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Lenten Devotions from Fourth Presbyterian Church

Friday, December 22, 2017

Today’s Scripture Reading | John 1:1–5

In the beginning was the Word, and the Word was with God, and the Word was God. He was in the beginning with God. All things came into being through him, and without him not one thing came into being. What has come into being in him was life, and the life was the light of all people.

The light shines in the darkness, and the darkness did not overcome it. (NRSV)

Reflection
This is a big passage theologically speaking, and yet I’m struck by the vivid image of a light that is not overcome or extinguished in the darkness that surrounds it. The light shines in the darkness.

Advent coincides with the winter solstice, the shortest day of the year and the onset of winter. I reflect on dark times of uncertainty, setback, and loss in my own life, the time before the sense of a new beginning. I feel compassion for others who struggle with darkness and transition, uncertain of what’s ahead. Particularly at this time of year, there can be such a complex mix of light and darkness, wherein absence is felt keenly.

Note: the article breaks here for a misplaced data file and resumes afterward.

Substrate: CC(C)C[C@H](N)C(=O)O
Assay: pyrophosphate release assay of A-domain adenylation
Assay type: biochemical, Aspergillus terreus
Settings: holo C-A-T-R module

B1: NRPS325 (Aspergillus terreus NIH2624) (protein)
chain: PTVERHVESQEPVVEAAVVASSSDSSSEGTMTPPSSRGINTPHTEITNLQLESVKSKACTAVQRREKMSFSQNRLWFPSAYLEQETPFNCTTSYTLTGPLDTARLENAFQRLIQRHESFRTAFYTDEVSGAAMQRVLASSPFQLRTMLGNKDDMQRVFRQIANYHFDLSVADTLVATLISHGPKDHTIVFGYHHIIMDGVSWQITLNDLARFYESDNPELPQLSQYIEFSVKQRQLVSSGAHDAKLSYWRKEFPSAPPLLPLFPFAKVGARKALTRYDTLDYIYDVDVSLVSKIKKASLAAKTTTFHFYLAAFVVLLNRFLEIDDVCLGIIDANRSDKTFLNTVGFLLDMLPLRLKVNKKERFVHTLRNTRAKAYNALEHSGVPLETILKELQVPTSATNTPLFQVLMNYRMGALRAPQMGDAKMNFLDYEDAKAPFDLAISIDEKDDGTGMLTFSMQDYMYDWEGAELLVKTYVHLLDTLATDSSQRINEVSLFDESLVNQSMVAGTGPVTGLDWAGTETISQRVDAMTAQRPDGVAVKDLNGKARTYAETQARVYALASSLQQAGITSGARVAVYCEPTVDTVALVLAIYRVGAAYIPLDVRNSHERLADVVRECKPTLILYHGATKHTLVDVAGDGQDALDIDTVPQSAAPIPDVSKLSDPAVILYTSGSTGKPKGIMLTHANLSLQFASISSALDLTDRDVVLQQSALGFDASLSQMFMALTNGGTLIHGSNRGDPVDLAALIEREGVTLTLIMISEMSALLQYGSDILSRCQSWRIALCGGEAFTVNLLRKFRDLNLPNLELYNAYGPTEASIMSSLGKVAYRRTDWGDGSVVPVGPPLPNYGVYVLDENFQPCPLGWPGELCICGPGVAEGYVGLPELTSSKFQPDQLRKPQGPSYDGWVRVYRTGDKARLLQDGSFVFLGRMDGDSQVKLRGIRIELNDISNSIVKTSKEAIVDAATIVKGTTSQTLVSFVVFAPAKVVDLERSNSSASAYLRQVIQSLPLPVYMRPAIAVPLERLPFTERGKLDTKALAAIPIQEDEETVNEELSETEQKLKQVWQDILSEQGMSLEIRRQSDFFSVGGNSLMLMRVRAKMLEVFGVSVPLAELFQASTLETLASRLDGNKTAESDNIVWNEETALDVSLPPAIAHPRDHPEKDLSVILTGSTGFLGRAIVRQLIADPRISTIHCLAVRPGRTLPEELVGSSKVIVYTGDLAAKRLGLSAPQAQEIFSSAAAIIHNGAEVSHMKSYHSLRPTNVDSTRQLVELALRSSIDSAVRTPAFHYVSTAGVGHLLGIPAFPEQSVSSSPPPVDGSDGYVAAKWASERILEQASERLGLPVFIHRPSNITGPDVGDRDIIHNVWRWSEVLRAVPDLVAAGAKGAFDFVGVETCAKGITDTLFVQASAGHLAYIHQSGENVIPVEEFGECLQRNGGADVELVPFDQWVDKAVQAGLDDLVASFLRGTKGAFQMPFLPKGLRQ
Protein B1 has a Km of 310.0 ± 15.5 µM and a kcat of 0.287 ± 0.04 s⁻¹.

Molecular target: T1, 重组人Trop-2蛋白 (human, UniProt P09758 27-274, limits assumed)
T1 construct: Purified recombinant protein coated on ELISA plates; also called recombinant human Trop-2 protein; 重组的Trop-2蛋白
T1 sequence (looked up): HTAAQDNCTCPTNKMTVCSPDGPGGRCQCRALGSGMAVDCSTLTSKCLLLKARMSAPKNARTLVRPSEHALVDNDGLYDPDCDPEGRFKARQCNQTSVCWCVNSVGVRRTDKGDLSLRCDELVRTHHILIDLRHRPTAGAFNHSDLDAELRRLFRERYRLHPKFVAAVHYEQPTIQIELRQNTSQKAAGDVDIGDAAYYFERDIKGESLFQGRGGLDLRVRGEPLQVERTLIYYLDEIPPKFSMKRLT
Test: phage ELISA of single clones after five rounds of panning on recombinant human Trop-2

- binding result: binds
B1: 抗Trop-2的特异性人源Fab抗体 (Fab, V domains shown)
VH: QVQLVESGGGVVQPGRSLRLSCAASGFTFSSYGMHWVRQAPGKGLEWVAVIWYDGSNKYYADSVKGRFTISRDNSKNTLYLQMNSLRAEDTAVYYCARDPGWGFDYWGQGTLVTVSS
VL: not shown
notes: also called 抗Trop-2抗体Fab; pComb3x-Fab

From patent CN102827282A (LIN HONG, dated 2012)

When I discussed this passage with a Fourth Church friend, he exclaimed, “Note the tense: The light shines in the darkness . . . the darkness did (could) not overcome it.” Advent invites us to consider the light that shines in the darkness with assurance; the light that promises hope, peace, joy, and love.

As each Advent candle is lit I try to focus on awareness and practice. How have I experienced joy? How might I be a proponent of joy for others? In this way I hope I might be better prepared to see God’s light and share that light, doing God’s work, growing in faith. This is the promise of our faith: in God’s light, in the light and life of Jesus Christ, there is a beacon that shines beyond any wrong, uncertainty, loss, or even death. There is a light that shines for all of us.

Prayer
Good and present God, may your hope inspire new possibility, may your peace heal our brokenness, may your joy sing in our hearts, and may your love bring us closer to you. Amen.

Written by Laura Sterkel, Member of Fourth Presbyterian Church


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